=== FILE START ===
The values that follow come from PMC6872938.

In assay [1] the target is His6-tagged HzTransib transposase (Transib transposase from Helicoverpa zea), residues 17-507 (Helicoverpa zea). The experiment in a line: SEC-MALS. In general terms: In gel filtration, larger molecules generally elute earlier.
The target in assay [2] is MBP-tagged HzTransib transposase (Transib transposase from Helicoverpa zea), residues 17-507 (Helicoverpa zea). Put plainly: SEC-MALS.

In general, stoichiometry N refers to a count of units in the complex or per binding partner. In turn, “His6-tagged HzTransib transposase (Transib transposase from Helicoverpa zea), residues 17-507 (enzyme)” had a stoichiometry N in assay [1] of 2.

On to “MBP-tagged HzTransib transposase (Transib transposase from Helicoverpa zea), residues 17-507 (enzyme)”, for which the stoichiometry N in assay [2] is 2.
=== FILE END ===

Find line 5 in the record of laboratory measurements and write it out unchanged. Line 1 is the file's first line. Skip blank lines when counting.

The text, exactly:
On to “MBP-tagged HzTransib transposase (Transib transposase from Helicoverpa zea), residues 17-507 (enzyme)”, for which the stoichiometry N in assay [2] is 2.